Wind whipped down the deserted street with no remorse. Heavy clouds moved quickly overhead, dark and ominous. Less than a hundred yards away, the river had started to freeze and colossal sheets of ice floated slowly by. And the weather report was calling for colder temperatures and snow—lots of it.
Down the street walked a woman. Mid-50s, perhaps? Could have been younger or older…hard to say. Her black boots came up mid-shin, a curious height, and likely came from the local clothes pantry or some other donation collector. The boots covered worn denim jeans which I imagine did little to fend off the icy fangs of the wind which continued blowing steadily down the street, sneaking out from behind tall buildings, then brutally attacking those walking along the city’s avenues…her, tonight only her. Her coat was likely the product of a donation drive as well, and its original purple color had faded to a depressing shade of mauve. I wonder if she’d picked that color? I doubt it. I doubt anyone would. Perhaps it would at least offer some protection from the impending storm.
She walked along with a slight gimp. An old injury? Maybe. A recent fall on ice? Probable. Simply the gait of a tired, lonely soul in a cold, hard city on a frigid, dark night? Without a doubt.
Where had she come from? Did she have a family? Was anyone looking for her? I don’t know, but one only had to look at her for a moment, had only to glimpse into her sad eyes to realize life had not been kind to this woman.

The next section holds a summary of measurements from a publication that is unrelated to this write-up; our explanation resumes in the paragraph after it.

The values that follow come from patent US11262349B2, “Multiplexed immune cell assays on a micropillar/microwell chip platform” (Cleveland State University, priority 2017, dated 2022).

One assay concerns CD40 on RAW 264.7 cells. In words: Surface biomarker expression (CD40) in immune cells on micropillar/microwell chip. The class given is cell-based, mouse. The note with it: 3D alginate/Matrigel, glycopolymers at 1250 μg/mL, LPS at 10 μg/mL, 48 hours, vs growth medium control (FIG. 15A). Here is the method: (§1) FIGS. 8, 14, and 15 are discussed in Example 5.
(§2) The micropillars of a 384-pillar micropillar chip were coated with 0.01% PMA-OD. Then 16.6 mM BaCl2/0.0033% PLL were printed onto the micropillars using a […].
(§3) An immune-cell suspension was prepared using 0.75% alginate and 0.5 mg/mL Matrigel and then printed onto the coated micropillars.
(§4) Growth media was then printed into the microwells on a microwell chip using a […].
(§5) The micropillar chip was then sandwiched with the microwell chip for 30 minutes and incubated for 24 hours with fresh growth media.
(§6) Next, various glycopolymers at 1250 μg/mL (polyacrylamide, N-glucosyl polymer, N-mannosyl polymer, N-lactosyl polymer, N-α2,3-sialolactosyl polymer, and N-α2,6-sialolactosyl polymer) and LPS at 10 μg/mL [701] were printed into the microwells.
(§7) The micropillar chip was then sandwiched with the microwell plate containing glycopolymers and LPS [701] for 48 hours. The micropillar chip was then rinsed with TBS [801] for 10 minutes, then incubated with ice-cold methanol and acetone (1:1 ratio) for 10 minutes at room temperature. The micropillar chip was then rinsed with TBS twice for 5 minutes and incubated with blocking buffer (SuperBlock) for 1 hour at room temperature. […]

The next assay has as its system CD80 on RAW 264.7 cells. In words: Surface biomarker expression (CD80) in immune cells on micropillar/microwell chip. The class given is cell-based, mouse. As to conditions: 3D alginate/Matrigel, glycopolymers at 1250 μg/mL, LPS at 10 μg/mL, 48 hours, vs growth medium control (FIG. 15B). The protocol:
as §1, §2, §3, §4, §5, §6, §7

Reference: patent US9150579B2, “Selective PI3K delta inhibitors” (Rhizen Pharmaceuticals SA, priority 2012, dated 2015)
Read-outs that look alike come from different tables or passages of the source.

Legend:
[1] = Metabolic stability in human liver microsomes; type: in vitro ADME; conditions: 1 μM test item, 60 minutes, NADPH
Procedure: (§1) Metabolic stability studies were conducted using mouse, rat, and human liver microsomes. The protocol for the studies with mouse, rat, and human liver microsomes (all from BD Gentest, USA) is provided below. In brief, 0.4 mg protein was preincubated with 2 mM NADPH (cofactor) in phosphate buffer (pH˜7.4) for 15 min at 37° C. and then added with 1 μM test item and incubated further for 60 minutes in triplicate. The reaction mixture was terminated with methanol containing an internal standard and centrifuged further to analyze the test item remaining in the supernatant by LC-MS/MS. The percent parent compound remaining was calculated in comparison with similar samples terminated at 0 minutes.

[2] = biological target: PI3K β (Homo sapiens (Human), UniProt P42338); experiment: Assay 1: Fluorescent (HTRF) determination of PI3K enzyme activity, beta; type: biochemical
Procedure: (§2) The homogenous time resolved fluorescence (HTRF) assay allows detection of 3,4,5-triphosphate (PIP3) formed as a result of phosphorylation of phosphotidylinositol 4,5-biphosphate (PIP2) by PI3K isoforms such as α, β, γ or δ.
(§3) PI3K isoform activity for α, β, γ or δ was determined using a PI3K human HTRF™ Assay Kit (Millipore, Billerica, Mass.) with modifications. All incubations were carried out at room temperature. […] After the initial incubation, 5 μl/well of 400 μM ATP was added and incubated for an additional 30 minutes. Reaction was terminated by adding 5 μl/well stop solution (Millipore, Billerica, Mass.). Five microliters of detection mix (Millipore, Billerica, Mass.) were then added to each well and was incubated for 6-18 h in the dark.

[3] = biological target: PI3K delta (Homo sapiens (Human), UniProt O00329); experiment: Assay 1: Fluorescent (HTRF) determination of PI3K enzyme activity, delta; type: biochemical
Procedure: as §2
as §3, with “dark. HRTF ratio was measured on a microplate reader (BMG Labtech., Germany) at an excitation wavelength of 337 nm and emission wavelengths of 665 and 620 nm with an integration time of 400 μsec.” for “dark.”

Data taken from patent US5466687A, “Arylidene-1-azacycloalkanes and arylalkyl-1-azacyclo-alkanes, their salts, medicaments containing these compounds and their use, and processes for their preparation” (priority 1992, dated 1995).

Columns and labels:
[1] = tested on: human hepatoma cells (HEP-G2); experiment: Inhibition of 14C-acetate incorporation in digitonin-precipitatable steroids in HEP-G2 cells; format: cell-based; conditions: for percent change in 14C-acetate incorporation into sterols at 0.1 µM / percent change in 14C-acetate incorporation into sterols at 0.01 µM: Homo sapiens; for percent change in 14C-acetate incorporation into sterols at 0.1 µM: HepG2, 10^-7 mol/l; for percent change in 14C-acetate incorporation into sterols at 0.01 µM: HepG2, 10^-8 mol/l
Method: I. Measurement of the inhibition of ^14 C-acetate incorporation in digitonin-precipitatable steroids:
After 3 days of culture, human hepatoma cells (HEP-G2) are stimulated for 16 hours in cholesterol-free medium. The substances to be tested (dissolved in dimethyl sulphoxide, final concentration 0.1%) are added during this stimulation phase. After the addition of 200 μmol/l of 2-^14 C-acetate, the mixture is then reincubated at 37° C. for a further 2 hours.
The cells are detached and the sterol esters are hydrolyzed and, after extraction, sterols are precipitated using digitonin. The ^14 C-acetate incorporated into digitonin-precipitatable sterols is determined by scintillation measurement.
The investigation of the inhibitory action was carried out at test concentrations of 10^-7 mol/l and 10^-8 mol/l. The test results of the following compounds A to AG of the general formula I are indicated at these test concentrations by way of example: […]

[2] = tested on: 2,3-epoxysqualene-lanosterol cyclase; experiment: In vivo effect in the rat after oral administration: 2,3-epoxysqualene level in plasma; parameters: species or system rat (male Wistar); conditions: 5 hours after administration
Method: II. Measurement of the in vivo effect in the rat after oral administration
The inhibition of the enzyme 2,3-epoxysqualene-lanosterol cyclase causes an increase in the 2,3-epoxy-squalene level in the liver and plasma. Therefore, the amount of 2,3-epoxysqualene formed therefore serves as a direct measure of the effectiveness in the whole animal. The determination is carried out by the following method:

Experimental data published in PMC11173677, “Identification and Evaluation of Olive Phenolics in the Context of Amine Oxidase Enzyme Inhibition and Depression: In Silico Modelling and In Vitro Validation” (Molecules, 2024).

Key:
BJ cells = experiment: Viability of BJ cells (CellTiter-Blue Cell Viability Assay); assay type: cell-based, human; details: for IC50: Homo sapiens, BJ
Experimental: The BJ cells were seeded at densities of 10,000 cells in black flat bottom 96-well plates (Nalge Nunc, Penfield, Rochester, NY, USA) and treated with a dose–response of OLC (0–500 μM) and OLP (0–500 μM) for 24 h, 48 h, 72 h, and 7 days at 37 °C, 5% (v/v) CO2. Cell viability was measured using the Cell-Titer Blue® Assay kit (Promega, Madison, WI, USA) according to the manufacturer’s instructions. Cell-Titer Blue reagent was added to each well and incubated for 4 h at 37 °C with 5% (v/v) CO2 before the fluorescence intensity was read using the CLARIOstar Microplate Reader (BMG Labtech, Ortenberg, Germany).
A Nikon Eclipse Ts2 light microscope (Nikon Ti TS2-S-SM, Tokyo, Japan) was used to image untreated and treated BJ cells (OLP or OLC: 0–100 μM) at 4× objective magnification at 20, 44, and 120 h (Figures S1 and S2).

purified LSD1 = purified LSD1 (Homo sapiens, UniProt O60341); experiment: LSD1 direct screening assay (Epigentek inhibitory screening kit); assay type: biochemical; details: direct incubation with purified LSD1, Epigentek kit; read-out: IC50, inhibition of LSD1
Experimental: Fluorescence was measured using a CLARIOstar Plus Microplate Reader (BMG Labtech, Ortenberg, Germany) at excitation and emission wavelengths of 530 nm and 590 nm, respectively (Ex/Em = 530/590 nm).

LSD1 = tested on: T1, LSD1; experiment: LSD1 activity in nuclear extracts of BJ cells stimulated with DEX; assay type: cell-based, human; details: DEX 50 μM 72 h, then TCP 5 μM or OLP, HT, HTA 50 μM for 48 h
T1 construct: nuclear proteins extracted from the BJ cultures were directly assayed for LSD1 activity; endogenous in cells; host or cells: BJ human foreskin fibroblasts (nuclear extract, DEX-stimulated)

Somewhere along the way, I don’t know where, he appeared. I don’t know whether she invited him along for the walk or if he obstinately chose to come along regardless, but there he was. He was in the latter-part of his life, I would say. His hair was matted and dirty. He had evidently not been the recipient of any donations, for he wore no coat, no boots. Bare paws hit against the stone-cold pavement; a wet nose faced the wind; and he sported a similar gimp to his companion—for the same reason I am sure.
Where did he come from? Did he have a family? Was anyone looking for him? Again, I do not know, but one only had to look at him for a moment, to glimpse into his sad eyes to realize life had not been kind to this dog.
Whether it was the dog’s idea or the woman’s, I couldn’t say, but they found a vacant bench on a deserted street on that cold January evening. She sat and dug in her pack for the small morsel she had remaining…a cookie that the vendor down the street had exchanged for two quarters…the last two she had. Slowly, she began to eat, careful not to drop a single crumb, determined to savor every bite.
The dog didn’t look up at her with begging eyes, but instead laid at her feet, thankful, I doubt not, simply for the companionship and a break from the walk. But she looked down at him. His ribs shown through his dingy black fur, for it had certainly been some time since he’d eaten. She looked at him, then whispered, “psst.” His attention turned to her, she patted the bench. With some difficulty he climbed upon it and sat facing her. She broke her cookie in two and began to feed the dog. Bite-by-bite they ate until at last the cookie was gone. He curled up on her lap, and she nestled her head into the mane of her new-found friend. And for a moment, the wind stopped blowing.
No, life had not been kind to that woman. Life hadn’t been particularly kind to that dog either. But on that snowy January night, they showed kindness to each other.